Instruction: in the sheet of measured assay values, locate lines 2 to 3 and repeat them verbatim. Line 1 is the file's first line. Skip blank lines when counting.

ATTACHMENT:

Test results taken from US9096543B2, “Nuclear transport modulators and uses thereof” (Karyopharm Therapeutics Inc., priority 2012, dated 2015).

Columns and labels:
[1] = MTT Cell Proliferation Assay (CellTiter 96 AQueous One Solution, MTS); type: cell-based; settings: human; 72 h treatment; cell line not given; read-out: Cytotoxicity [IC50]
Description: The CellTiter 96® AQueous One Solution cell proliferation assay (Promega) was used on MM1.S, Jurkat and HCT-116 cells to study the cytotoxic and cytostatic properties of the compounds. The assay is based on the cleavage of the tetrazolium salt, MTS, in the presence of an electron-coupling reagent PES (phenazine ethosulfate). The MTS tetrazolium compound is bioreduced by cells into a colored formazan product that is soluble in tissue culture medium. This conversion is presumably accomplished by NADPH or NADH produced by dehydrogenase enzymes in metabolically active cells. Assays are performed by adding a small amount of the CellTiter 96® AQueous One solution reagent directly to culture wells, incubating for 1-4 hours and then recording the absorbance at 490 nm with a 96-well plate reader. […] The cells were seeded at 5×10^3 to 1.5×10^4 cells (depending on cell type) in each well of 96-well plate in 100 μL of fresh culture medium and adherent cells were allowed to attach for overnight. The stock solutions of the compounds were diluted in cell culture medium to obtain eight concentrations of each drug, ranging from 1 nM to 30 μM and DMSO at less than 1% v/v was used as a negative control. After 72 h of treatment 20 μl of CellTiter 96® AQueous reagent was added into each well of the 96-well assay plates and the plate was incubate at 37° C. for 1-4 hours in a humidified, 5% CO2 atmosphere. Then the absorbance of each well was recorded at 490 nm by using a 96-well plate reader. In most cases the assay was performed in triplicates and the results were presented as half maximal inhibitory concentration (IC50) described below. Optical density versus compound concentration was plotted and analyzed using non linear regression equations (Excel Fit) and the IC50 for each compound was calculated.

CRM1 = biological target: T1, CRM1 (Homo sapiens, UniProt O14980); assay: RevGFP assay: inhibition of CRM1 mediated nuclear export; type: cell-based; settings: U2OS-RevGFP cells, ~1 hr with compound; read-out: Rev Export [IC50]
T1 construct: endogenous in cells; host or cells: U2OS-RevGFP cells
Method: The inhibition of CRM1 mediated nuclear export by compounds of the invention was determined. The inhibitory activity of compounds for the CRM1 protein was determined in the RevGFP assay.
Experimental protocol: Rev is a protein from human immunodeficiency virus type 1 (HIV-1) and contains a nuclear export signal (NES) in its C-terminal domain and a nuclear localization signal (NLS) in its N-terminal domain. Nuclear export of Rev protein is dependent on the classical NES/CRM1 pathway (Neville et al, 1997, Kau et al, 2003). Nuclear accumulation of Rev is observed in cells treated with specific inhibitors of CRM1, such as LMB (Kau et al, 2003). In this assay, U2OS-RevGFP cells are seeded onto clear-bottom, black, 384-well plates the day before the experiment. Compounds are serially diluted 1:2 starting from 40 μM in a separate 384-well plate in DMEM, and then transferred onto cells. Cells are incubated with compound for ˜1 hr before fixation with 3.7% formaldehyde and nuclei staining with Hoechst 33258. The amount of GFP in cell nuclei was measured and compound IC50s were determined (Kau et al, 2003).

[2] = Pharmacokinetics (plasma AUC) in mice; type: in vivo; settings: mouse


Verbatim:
Columns and labels:
[1] = MTT Cell Proliferation Assay (CellTiter 96 AQueous One Solution, MTS); type: cell-based; settings: human; 72 h treatment; cell line not given; read-out: Cytotoxicity [IC50]